Cardin Tells Affected NASA Workers Congress Played with Fire on Sequestration
GREENBELT, Md. -- In the months leading up to sequestration and in the weeks since the March 1 across-the-board cuts went into effect, lawmakers with high concentrations of federal workers and contractors among their constituents have been trying to ease fears and answer unnerving questions about layoffs.
Concerned that their districts are poised to take a deeper hit than others, Republicans and Democrats in Maryland and Virginia have been meeting with anxious workers as sequestration shows no signs of going away anytime soon.
At the NASA Goddard Space Flight Center in Greenbelt, Md., on Friday, a couple hundred staffers gathered in an auditorium to hear Sen. Ben Cardin's (D-Md.) take on the budget situation and voice concerns about their future.
One employee said she'd come from an "emergency meeting" the previous day on sequestration ramifications for her department. Another lamented that two of his friends had been laid off. "I'm worried it's too incremental and too late for some people," he said of the efforts in Washington to replace sequestration.
Both House Republicans and President Obama, in his budget released Wednesday, have offered different visions for a sequestration replacement. Both sides have described the mandatory cuts as a trigger that was supposed to spur Democrats and Republicans into arriving at a deficit-reduction agreement, not something that was actually supposed to happen.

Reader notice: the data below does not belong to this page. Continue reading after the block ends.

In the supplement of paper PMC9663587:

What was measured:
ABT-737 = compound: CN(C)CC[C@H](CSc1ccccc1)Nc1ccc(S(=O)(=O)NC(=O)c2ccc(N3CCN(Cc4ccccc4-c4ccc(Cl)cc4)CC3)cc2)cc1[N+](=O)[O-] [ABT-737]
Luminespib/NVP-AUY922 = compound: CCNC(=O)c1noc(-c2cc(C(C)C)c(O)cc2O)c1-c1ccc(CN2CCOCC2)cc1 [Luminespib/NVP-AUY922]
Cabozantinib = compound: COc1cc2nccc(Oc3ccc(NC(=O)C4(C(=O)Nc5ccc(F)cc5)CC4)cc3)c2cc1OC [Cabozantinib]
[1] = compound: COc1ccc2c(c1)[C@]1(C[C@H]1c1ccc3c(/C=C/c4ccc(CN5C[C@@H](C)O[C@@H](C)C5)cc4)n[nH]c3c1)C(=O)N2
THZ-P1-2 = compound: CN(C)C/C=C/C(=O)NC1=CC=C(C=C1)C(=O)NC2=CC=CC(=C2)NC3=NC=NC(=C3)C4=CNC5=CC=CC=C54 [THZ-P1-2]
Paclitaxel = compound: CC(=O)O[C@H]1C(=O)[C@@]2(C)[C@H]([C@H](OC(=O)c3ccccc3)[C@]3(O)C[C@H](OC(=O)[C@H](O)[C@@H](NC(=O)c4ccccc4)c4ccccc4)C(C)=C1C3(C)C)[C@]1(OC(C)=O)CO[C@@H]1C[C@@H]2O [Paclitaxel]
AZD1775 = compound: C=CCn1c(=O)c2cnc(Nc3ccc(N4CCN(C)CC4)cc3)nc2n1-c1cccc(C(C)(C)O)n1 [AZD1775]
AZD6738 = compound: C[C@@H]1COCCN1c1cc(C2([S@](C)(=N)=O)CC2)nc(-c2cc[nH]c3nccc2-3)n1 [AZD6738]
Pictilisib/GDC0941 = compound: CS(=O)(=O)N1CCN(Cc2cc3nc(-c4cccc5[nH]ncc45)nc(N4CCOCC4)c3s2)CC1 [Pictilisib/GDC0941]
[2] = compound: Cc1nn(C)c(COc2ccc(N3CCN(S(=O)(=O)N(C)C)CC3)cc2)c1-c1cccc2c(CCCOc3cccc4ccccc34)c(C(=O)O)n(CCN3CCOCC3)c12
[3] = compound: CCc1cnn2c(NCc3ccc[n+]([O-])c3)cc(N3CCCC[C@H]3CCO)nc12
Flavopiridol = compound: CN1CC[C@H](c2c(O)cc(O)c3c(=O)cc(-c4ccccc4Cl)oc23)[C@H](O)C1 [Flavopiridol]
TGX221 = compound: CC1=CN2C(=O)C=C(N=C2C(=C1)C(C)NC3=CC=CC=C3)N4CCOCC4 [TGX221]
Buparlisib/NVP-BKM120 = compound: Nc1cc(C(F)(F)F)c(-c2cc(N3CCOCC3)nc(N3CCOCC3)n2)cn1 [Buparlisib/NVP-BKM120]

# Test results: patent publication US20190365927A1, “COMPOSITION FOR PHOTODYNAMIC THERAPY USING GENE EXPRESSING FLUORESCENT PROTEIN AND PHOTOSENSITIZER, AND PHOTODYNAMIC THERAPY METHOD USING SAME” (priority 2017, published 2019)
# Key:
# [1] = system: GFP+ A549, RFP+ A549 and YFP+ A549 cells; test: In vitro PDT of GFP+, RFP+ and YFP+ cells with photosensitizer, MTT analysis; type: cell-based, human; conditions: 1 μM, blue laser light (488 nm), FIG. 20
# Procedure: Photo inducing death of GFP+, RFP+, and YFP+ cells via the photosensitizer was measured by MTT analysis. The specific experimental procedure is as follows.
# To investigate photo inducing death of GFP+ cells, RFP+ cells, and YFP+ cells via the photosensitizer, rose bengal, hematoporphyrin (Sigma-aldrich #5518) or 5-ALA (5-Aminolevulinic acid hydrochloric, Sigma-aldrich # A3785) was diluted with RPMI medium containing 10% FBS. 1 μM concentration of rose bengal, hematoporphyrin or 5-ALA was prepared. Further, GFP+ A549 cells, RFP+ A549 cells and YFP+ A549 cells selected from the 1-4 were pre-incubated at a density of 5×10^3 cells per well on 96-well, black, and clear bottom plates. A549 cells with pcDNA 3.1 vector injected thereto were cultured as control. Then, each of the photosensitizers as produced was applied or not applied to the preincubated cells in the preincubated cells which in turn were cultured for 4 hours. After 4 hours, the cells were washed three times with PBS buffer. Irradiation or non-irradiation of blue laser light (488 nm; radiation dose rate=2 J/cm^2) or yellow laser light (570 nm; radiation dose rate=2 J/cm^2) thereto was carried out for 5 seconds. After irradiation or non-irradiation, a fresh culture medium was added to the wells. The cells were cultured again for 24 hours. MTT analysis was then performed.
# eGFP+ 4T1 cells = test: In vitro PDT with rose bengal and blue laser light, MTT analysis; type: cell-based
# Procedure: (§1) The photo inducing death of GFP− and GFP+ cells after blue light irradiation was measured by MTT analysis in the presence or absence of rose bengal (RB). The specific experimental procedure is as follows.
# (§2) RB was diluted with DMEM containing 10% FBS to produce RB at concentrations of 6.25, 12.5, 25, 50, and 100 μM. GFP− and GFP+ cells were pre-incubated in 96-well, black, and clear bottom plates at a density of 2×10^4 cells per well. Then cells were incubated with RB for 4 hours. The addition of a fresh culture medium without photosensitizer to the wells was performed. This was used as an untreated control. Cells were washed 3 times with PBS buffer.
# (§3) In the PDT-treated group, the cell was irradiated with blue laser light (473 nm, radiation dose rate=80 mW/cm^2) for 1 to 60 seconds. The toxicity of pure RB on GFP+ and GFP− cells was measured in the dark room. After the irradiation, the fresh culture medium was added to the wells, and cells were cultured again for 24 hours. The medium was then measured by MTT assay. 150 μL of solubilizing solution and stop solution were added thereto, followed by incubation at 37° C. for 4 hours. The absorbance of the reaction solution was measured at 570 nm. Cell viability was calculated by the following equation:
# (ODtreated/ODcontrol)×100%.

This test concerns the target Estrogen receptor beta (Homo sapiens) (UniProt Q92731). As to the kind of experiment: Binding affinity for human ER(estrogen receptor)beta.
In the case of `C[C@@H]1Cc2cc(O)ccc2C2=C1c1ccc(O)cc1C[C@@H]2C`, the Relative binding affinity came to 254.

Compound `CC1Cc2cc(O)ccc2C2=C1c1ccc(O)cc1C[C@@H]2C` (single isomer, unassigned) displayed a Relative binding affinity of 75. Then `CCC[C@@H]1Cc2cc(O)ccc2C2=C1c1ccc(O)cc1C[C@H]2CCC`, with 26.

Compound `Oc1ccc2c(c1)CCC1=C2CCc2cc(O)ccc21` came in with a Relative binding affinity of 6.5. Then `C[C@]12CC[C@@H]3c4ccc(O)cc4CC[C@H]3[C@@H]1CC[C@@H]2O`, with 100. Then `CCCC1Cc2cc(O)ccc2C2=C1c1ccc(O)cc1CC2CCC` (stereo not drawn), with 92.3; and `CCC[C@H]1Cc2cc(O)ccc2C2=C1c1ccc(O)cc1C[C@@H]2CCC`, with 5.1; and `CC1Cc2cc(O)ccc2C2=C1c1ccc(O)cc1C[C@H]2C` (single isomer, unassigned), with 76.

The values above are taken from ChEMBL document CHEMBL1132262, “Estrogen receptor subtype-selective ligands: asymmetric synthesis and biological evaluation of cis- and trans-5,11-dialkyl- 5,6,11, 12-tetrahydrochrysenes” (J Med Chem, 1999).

"I understand Congress has a strange way of thanking you," Cardin told the NASA employees, lauding their information and technological work that "helps saves lives," like in Hurricane Sandy. "…It's gotta be frustrating for all of you."
Maryland, the senator noted, has 5.6 percent of its workforce in federal government jobs compared to 2.2 percent nationwide.
"We need a bipartisan budget. We may not like a budget but at least when you see what it is you can plan for it," Cardin said. "We can never accept sequestration as the new norm."
The Democrat told the crowd he is working with some GOP senators on a budget, but "I don't know where that will lead."
After the event, Cardin told PJM his outreach, to senators he wouldn't name, was more of a behind-the-scenes effort than coalition-building for a "gang of eight"-style bipartisan agreement.
"I'm actually doing a lot of one-on-one discussions at this point because I don't think it's useful right now to have a gang," he said. "There's too many gangs out there."
The senator apologized to the audience for "Congress not getting the job done by March 1" and confessed it's "highly unlikely that we will adjust the budget before Oct. 1." Sequestration fell in the middle of the fiscal year, thus exacerbating the depth of the first year's cuts when adjusted for the shorter year.
For some agencies, he said, that amounts to an 8 to 10 percent cut this year. "Those who say it's only 2 percent, it's not," Cardin maintained.
One NASA worker said his 20-year-old son had asked him about sequestration, and he sought advice from the senator on a "better answer for young people on how our government operates."
"We have the best democratic system in the world. It doesn't look very good right now," Cardin said. "…So I don't know what to tell your son. The answer is don't play with fire and that's what we did … and people are getting that."